The long-debated, long-awaited, long-constructed Intercounty Connector opened in its 18.8-mile entirety just in time for the annual Thanksgiving traffic scrum.
On the drawing boards for decades, the six-lane toll road links Interstate 270 in Montgomery County with Interstate 95 in Prince George’s County.
In terms of traffic, proponents of the ICC say it will help relieve congestion on the Capital Beltway, although officials say that local roads leading to the new highway may become jammed as drivers try to take advantage of the ICC.
In terms of economic development, the ICC could be a missing catalytic link as it connects Maryland’s technology-rich I-270 corridor and the burgeoning I-95 corridor near Konterra, a long-planned development that, along with National Harbor (see accompanying editorial), could give Prince George’s County two mega-centers.
That’s the good-news potential of the ICC. But there is also a sobering side.
At $2.56 billion, the ICC is the most expensive road ever built in Maryland. Although it will be financed largely by tolls — and hefty ones at that — building this road and the $1 billion worth of express toll lanes on I-95 north of Baltimore means that the Maryland Transportation Authority is on course to nearly reach the limit of its borrowing capacity in fiscal 2017.
Also, a sizable amount of anticipated federal highway funding has already been allocated to help pay for the ICC.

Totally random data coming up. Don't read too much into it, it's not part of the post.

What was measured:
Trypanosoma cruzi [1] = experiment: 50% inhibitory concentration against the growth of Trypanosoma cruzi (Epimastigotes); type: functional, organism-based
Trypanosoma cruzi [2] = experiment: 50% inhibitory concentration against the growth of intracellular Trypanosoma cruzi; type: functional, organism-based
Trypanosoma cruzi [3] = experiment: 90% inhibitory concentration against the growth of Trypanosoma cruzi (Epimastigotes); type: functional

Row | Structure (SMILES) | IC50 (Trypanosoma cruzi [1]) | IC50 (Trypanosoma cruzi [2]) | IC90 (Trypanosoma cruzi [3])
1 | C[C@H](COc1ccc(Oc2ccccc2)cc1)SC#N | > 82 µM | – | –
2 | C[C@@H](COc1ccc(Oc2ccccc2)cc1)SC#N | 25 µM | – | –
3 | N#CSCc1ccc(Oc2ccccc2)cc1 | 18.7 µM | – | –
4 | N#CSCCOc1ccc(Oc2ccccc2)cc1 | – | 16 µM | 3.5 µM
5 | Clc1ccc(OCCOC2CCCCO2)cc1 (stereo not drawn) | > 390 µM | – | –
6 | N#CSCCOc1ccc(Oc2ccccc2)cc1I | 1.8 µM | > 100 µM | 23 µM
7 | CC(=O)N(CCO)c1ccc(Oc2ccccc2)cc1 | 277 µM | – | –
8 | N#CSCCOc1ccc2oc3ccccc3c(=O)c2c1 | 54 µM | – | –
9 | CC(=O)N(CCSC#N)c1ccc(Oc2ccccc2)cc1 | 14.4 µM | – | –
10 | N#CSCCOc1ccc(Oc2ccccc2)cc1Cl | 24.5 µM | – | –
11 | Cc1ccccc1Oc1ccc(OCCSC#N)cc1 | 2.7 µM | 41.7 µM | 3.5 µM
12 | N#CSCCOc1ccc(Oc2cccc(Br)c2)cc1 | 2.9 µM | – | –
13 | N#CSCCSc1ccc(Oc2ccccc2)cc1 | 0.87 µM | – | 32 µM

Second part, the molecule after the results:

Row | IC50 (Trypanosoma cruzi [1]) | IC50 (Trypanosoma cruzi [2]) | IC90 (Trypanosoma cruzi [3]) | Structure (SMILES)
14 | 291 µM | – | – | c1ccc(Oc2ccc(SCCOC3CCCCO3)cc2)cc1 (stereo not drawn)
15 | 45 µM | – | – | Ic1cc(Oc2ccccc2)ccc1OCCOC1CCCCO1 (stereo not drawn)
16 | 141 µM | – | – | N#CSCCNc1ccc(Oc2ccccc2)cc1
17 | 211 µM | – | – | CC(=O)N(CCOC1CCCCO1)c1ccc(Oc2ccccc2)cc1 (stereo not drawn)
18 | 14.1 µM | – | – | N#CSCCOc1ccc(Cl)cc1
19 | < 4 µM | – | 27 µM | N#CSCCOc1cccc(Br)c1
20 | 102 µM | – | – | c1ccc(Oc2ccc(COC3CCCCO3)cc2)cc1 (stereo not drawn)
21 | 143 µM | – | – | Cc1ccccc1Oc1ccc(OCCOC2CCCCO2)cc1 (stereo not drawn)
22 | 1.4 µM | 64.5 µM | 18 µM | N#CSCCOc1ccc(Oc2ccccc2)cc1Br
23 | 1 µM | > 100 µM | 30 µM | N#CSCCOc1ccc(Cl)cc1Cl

The decision to build the ICC as a toll road reflects a change in philosophy for Maryland, which has long kept its tolls relatively low because they were used mainly to operate existing bridges, tunnels and highways.
“The state has mortgaged its transportation future to the ICC in many ways,” Montgomery County Council member Phil Andrews, a critic of the highway, told The Washington Post. “The opportunity cost of the ICC has been huge because it has foreclosed improving many other roads.”
State Comptroller Peter Franchot, who formerly represented Montgomery County in the House of Delegates, disagrees. “The road, from an economic standpoint, will pay for itself many times over,” he said.
The implications of the impact of the ICC and the new I-95 toll lanes on Maryland’s ability to pay for other urgent transportation needs, such as the Red and Purple lines, need to be considered carefully as part of any financing plan the O’Malley administration submits to the 2012 General Assembly. Otherwise, we’ll be kicking the fiscal can down the potholed road once again.